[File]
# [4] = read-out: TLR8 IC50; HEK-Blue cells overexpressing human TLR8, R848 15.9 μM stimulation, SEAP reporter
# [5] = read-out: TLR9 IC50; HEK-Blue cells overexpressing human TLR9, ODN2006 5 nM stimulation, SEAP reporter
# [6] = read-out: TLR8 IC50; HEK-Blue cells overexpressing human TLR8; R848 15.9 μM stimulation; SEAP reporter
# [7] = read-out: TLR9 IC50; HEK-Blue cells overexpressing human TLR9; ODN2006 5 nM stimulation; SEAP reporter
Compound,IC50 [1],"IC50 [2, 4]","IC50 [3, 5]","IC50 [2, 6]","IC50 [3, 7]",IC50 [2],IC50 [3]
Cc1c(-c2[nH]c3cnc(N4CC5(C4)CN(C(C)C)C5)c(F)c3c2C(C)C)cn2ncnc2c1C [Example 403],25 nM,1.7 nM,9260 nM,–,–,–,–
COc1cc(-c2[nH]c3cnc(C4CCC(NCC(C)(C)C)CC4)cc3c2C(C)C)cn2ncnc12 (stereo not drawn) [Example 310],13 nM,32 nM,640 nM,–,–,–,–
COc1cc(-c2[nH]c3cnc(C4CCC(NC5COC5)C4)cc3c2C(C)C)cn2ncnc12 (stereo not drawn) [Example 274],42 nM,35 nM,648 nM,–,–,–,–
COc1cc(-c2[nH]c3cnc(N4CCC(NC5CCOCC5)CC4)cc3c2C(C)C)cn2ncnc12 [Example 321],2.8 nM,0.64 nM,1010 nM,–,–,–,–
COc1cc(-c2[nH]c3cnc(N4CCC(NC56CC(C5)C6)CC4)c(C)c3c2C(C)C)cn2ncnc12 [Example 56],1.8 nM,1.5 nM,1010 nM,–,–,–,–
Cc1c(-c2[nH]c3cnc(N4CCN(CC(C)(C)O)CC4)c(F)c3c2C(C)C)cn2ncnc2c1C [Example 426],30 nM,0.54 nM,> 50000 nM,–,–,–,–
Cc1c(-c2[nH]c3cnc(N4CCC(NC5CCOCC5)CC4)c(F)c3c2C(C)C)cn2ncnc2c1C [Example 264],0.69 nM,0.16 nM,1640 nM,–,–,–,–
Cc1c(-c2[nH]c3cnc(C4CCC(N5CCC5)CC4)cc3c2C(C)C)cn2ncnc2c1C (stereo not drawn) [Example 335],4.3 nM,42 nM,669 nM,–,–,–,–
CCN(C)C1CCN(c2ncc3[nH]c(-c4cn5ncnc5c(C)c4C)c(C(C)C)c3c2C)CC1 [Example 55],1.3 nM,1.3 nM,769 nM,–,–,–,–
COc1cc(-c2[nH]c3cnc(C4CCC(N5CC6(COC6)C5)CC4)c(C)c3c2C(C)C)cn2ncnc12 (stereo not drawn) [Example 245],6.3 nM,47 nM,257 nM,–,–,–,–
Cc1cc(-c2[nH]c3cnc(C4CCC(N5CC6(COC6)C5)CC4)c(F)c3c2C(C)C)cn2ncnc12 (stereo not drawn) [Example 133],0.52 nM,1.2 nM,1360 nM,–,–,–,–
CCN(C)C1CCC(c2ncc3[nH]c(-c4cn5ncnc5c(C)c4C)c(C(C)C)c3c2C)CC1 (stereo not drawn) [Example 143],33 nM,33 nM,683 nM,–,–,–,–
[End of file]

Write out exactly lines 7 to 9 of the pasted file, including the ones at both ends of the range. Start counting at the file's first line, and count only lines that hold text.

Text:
COc1cc(-c2[nH]c3cnc(C4CCC(NCC(C)(C)C)CC4)cc3c2C(C)C)cn2ncnc12 (stereo not drawn) [Example 310],13 nM,32 nM,640 nM,–,–,–,–
COc1cc(-c2[nH]c3cnc(C4CCC(NC5COC5)C4)cc3c2C(C)C)cn2ncnc12 (stereo not drawn) [Example 274],42 nM,35 nM,648 nM,–,–,–,–
COc1cc(-c2[nH]c3cnc(N4CCC(NC5CCOCC5)CC4)cc3c2C(C)C)cn2ncnc12 [Example 321],2.8 nM,0.64 nM,1010 nM,–,–,–,–